Tamar Jacobs has for years recounted memories of living in Nazi Germany alongside family, friends and Jewish community members. This year she took part in Holocaust Remembrance Day while standing in front of a camera.
Sheltering at home during COVID-19 mitigation efforts in Santa Clara County, the 91-year-old Holocaust survivor was interviewed for one of many virtual Yom Hashoah events this week coordinated by Bay Area youth groups and synagogues, including the local Beth David, Beth Am and Sinai congregations.
“It’s different this year. When the audience is there and you can look at each other and say, ‘Yes, we remember what happened,’ it’s a different feeling,” Jacobs said. “On Zoom you see some faces, but you’re not together. You miss the togetherness, which is important — being a people supportive of each other and understanding.”
The International Holocaust Remembrance Day is one of many events being pushed online as the virus has spread around the world. Locally, the Diocese of San Jose held its multi-lingual Easter Masses on Facebook Live, San Jose State University plans to recognize 2020 graduates in an “online experience” in May and Apple announced its annual Worldwide Developers Conference in June will be entirely online.
But togetherness is the core of Holocaust Remembrance Day — remembering and understanding that 6 million Jews were persecuted and murdered by the Nazi regime during World War II — and the occasion was modified around the world: Virtual plaques replaced the tradition of placing messages on the Auschwitz-Birkenau train tracks; Israel’s national Holocaust museum proposed a virtual name-reading campaign; and thousands of people on Zoom stood for Israel’s nationwide Yom Hashoah memorial siren.
Jacobs recalled her mother’s stories of seeing a young Adolf Hitler in a Munich park, which her mother described by saying, ‘If looks could kill, I’d be a corpse.’ At the age of 6, Jacobs was called a “dirty Jew” and hit with rocks by a 3-year-old neighbor boy, whose parents were members of the Nazi Party. Jacobs said she was lucky to have moved away before being sent to a ghetto or camp.
These days, the decades-long San Jose resident said she is trying to stay positive and found the transition to Zoom “really simple,” and attends weekly educational classes hosted by synagogues. Referencing the work of Viktor Frankl, an Austrian psychiatrist and Holocaust survivor, Jacobs said attitude is essential to getting through any hardship.
“Even now we can choose our attitude. We can say, ‘All of this is terrible, we can’t go out,’ or we can say, ‘This is really too bad, but we have to do it. We have to save lives,’” Jacobs said. “Many people forget that and think you have no freedom, but you do have a freedom to change your attitude. Nobody can take that away from you.”
Compared to typical Yom Hashoah events that can feature hundreds of audience members and somber choir music, this year’s mix of prerecorded videos, rehearsed lines and pixelated candle vigils could seem lackluster. But Eva Rajna Lippmann, Jewish Community Relations Council chair, is trying to see this adjustment as a “COVID-lining.”
“Maybe this is pushing our community to evolve to commemorate, so we can, in fact, reach more people in more ways and more times,” said Lippman, as the 350,000 Jews in the Bay Area often contend with heavy traffic, hectic schedules and safety concerns. “I do think we’re going to get more people participating and observing in this from their home. But does that feel complete enough? Does that feel satisfying enough?”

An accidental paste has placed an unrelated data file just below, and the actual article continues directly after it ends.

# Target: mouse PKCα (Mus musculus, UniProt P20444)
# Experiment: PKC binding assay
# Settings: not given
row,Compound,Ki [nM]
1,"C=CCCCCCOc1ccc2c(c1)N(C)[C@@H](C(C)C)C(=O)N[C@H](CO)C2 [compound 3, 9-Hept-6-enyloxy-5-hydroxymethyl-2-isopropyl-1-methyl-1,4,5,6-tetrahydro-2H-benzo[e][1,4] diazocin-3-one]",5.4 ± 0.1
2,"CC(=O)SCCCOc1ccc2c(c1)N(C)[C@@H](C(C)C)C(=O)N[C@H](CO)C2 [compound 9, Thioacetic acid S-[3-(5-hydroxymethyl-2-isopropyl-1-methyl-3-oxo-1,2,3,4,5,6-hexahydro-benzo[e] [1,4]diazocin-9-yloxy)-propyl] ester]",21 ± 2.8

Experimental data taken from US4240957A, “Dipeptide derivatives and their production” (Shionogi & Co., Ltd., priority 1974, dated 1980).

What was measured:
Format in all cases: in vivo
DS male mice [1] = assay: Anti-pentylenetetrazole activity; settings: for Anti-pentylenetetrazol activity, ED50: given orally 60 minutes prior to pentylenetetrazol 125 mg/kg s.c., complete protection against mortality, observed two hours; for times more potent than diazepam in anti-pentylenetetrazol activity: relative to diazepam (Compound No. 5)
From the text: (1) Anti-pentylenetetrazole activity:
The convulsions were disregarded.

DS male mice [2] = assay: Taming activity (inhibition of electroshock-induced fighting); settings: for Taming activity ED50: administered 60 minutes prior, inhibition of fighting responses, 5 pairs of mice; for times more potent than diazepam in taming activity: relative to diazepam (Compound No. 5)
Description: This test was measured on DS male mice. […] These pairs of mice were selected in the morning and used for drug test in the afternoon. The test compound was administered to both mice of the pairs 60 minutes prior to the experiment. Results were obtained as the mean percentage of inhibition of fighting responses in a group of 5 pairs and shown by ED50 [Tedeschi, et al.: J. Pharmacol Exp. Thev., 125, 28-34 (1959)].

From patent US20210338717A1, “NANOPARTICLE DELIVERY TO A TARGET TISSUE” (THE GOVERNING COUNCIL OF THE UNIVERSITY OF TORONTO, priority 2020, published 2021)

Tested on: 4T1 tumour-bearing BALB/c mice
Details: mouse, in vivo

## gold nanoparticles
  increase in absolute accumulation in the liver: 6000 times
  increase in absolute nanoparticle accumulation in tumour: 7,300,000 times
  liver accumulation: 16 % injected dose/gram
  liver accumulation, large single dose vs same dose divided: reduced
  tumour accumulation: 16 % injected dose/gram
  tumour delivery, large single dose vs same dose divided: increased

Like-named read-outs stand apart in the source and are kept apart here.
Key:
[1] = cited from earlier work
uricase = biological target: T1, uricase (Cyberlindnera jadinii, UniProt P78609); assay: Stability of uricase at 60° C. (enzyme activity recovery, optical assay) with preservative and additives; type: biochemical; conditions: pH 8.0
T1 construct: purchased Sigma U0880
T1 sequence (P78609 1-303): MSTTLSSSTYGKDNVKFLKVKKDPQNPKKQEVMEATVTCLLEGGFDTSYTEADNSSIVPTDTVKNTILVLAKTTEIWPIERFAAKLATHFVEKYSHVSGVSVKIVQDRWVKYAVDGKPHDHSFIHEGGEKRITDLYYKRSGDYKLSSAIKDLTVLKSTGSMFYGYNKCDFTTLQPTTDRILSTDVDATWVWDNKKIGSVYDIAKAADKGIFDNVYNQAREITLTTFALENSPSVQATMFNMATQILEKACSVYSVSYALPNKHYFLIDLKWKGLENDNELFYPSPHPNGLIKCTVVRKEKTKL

As Yom Hashoah remembrance practices have evolved over the years, she said the switch to video may allow these first-hand testimonials to reach more Jewish community members, especially as that generation is dying out.
Lippmann’s father, Jussi Gyula Rajna, was also a Holocaust survivor. Born in 1935 in Budapest, his family lived in gold star ghettos and later successfully hid from the Nazi occupation. After her father died in late February, this year’s Holocaust Remembrance Day is of even larger significance in passing down her family’s suffering and struggles.
“I feel beyond thankful that I’m going to be 52 on Saturday and my dad died just before this COVID thing,” Lippman said. “We got to have so much time where I could ask him questions and he could tell. Now it’s more about going with my daughter and making sure that she understands and knows. When she asked me for Tuesday’s virtual Zoom link to share with her community, I was like, ‘Wow, I think she gets it.’”
While social orders to stifle the spread of COVID-19 provided organizers no alternative, Diane Fisher, Community Relations Council director at the Jewish Federation of Silicon Valley, said all of the virtual Yom Hashoah opportunities came at the perfect time.
“I think in the larger context — not just the pandemic period, but this period of challenges in our society right now — to hear this living history and to understand sort of the warnings that those experiences teach us about democracy, about standing up for one another,” Fisher said. “Those messages or are needed more than ever.”
Whether countering an increase in antisemitism like the 2018 Tree of Life Synagogue shooting, continued “us-versus-them” political rhetoric or the social distancing limitations of the coronavirus crisis, it was essential to continue offering a message of togetherness, she said.
“This is a period where we even more than normal feel we want to learn about resilience during crisis,” Fisher said. “It’s not obviously a comparable experience, but still learning how to maintain mental health, how to structure your day and practice gratitude for the health that you have and that your loved ones have is just such an important lesson.”
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